Diseases, Conditions, Syndromes

COVID-19: What happens if some countries don't vaccinate?

Some countries, such as Tanzania and Madagascar, have issued statements saying they do not have plans to vaccinate their populations against COVID-19. Moina Spooner, an editor with The Conversation Africa, asked pathology ...

HIV & AIDS

HIV research yields potential drug target

Humans possess a formidable multi-layered defense system that protects us against viral infections. Better understanding of these defenses and the tricks that viruses use to evade them could open novel avenues for treating ...

Obstetrics & gynaecology

Study: New vaginal film, MB66, is safe

While a number of topical products designed to reduce the occurrence of sexually transmitted infections have been tested with largely disappointing results, researchers at Boston University School of Medicine (BUSM), Alpert ...

Medical research

Findings may help close door on COVID-19

Researchers at Vanderbilt University Medical Center (VUMC) and the University of Texas Medical Branch (UTMB) at Galveston have discovered what may be the Achilles' heel of the coronavirus, a finding that may help close the ...

Diseases, Conditions, Syndromes

COVID-19, cold, allergies and the flu: What are the differences?

If you have signs or symptoms of coronavirus disease 2019 (COVID-19), it's important that you contact your health care provider right away for medical advice. But COVID-19, the common cold, seasonal allergies and the flu ...

Medications

Researcher urges caution using remdesivir to treat COVID-19

While the world has its eyes on vaccines to stop the spread of coronavirus, therapeutics are still necessary to treat hospitalized patients. One of these treatments, remdesivir, is the first and only antiviral agent of its ...

Medications

Could we use statins to treat COVID-19?

Nothing in medicine is as exciting as discovering new drugs. However, this process is time consuming, expensive and not always necessary. Sometimes, existing drugs can be used to manage illnesses that are different to those ...

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Antiviral drug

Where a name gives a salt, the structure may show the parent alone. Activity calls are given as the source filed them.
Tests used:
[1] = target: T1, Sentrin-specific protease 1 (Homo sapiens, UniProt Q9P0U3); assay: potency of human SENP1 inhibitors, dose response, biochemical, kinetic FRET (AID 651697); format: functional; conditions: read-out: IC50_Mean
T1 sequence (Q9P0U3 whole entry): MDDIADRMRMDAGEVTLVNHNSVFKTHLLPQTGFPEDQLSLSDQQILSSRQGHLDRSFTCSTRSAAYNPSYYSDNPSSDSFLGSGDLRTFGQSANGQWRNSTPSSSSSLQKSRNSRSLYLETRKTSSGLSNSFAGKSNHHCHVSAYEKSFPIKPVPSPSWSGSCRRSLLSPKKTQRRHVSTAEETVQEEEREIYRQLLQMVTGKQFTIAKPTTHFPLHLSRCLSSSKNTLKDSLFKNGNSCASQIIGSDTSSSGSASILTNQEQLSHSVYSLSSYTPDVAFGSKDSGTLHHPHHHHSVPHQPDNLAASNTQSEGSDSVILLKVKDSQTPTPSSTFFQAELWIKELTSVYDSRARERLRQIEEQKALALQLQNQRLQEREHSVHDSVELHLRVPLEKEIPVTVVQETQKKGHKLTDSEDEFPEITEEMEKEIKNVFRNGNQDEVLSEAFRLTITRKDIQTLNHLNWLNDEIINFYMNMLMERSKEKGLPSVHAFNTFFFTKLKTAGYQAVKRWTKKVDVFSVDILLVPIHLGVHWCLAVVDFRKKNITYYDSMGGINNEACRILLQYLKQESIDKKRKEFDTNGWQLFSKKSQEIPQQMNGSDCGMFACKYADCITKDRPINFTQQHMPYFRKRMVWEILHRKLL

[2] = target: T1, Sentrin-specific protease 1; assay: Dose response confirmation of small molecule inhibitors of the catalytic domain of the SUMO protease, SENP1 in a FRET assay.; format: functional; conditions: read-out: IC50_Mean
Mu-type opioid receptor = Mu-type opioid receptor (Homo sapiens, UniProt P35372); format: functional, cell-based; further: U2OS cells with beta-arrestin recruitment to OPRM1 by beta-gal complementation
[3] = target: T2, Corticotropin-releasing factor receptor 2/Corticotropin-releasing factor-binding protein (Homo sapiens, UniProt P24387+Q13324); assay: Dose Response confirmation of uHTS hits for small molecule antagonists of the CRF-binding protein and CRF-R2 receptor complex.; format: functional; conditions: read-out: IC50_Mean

Antiviral drugs are a class of medication used specifically for treating viral infections. Like antibiotics for bacteria, specific antivirals are used for specific viruses. Unlike antibiotics, antiviral drugs do not destroy their target pathogen but inhibit their development.

Antiviral drugs are one class of antimicrobials, a larger group which also includes antibiotic, antifungal and antiparasitic drugs. They are relatively harmless to the host, and therefore can be used to treat infections. They should be distinguished from viricides, which are not medication but destroy virus particles outside the body.

Most of the antivirals now available are designed to help deal with HIV, herpes viruses (best known for causing cold sores and genital herpes, but actually causing a wide range of diseases), the hepatitis B and C viruses, which can cause liver cancer, and influenza A and B viruses. Researchers are working to extend the range of antivirals to other families of pathogens.

Designing safe and effective antiviral drugs is difficult, because viruses use the host's cells to replicate. This makes it difficult to find targets for the drug that would interfere with the virus without harming the host organism's cells.

The emergence of antivirals is the product of a greatly expanded knowledge of the genetic and molecular function of organisms, allowing biomedical researchers to understand the structure and function of viruses, major advances in the techniques for finding new drugs, and the intense pressure placed on the medical profession to deal with the human immunodeficiency virus (HIV), the cause of the deadly acquired immunodeficiency syndrome (AIDS) pandemic.

Almost all anti-microbials, including anti-virals, are subject to drug resistance as the pathogens mutate over time, becoming less susceptible to the treatment. For instance, a recent study published in Nature Biotechnology emphasized the urgent need for augmentation of oseltamivir (Tamiflu) stockpiles with additional antiviral drugs including zanamivir (Relenza) based on an evaluation of the performance of these drugs in the scenario that the 2009 H1N1 'Swine Flu' neuraminidase (NA) were to acquire the tamiflu-resistance (His274Tyr) mutation which is currently wide-spread in seasonal H1N1 strains.

This text uses material from Wikipedia, licensed under CC BY-SA